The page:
You're very welcome.
Just for completeness, i have attached a photo of the other style of "Manufrance Bulle" that I own. The movement is identical.
I did spend a while trawling through images of Manufrance catalogues to see if I could match the advert style. It wasn't conclusive, but...
The "pointer" on the rating nut is to hold it in the set position.
I usually use lemon juices / salt to tackle battery acid corrosion on brass. I guess soaking in any mild acid should be ok. You would then need to periodically use a stiff brush to try and remove the residue. It will...
I have a couple of similar Manufrance Bulle clocks. One is identical to yours, the other has a slightly different design of case. The movements are the same.
The design feels like it is relatively late. The wiring is plastic-coated candy stripe. There is also no iso-spring. It has a...
You often find these clocks with alarms. The alarm can either be a normal bell or in some cases a little musical box housed in the base.
There is a 1988 article in the NAWCC Bulletin by David Stevenson entitled "One Man's Joker: Another mans Joker" which has more information.
I believe the type of movement is often referred to as a inverted Sully, or reverse Sully. If you search the Forum for "ODO" you will see a similar type of movement. With the ODO, the gearwheel is made of brass, rather than plastic.
The type of movement was pretty commonly used by companies...
You're right that the different designs of electrmagnetic clocks use different coil type and draw different current. However I can't see any obvious trends or logic.
The ATO clocks all have similar coils and resistance (low current) yet the vertically mounted contacts do not have a...
Good point Frank
The attached link gives some very useful information on spark quenching - and indeed recommends a parallel resistor as the bet solution.
Both ATO and Reform did use a resistor in some of their base case design. These clocks were made some 10-20 years after...
Certainly the case in your post would look great.
As Jim mentioned, there is quite a lot of information on this forum as well as the book by Alan Shenton. I would also highly recommend the Horologix website that has a large number of Eureka restorations with detailed photographs and...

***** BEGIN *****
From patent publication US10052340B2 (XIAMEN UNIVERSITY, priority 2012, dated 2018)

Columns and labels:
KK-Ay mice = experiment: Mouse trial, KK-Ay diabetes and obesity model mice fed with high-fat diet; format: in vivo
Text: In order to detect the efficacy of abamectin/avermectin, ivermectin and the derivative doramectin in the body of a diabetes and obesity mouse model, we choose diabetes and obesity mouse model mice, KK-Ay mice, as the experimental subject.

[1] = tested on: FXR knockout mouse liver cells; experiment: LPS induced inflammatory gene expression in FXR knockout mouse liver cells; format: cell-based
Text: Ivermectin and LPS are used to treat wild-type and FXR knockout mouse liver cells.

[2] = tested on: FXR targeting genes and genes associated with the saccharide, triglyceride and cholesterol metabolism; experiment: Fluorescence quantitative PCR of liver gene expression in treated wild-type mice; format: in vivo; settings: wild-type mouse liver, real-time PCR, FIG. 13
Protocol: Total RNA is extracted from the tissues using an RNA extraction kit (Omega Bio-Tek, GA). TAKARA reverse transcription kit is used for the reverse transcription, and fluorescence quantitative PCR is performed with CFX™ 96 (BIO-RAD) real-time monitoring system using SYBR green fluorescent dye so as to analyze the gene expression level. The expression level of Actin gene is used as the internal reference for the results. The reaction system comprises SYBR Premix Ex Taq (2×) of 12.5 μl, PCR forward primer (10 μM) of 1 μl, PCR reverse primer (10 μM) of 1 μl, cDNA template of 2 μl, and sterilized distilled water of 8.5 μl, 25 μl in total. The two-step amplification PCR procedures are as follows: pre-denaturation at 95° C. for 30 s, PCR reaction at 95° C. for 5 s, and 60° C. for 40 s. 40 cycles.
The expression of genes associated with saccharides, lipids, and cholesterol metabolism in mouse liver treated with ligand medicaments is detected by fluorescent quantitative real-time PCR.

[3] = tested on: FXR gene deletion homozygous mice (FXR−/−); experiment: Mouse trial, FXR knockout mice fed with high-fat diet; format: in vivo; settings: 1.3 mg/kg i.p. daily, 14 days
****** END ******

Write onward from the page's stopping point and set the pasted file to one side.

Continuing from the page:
Just resurrecting an old thread that I thought would benefit from a few more details.
I have just taken delivery of a Brillie wall clock. Before it arrived I though I needed to raid my spares in case the coil was damaged. As it turned out all was fine. However I do have a badly damaged coil...
Whoever painted the dial did a very good job.
I thought I'd share my "on a budget method" using wet transfer and a inject printer. In the attached I have actually printed the restored image on the back of the original. This is from an Bulle XA model with a diameter of around 14 cm...
Another great restoration.
Which method did you use to restore the dial ? It looks very good.
I have experimented with using wet transfer on a standard inject printer. Its a simple and cheap method. The results are reasonable, but don't look as good as yours.
Good point Frank. I have a couple of 1/2 second models that have something similar. And of course the Brillie type clocks also have a small magnet mounted about the coil.
The reason why I highlighted the 1/4 second ATO clock is the battery will normally sit between the primary magnet and the...
Interesting observation about the impact of battery type on electromagnetic clock regulation.
I think there are 2 possibilities here:
1) The under load voltage supplied by the C & D batteries were slightly different. I have often observed that as the battery drains, the amplitude will reduce...
Good that it worked. I agree you would have to be careful with any treatments hoping to preserve the finish. Lacquer would be too risky, so i agree with using micro-crystalline wax. I find it does a pretty good job in protecting brass - and its easy to apply with a soft cloth. the brass...
You're right that the bezel cannot be removed.
The best approach is to use thin brass shims to protect the dial face and clean the bezel with fine grade wire wool There are more details shown in the Horologix Restoration # 6792
Thought people might like to see a less common Bulle.
Quite a striking case. The clock features in the 1925 catalogue. Unfortunately when I acquired the clock it had been "updated" to a quartz movement. I have since found a suitable replacement movement (XC) - so all is as it should be...
Its difficult to be 100% certain from your photos, but it does look like the iso-spring is under some tension. I base this on the separation of the coils. if you slacken off the tension in the iso spring a tad (by moving the lower bobbin up slightly), you will slow the clock...
I have attached a copy of the original Poole patent which may be helpful. There is also an article by Turner which seems to show more detail.
My model has a brass strip contact that attaches to the underside of the end cap. The 3 D-cell batteries are held in place solely by the springy...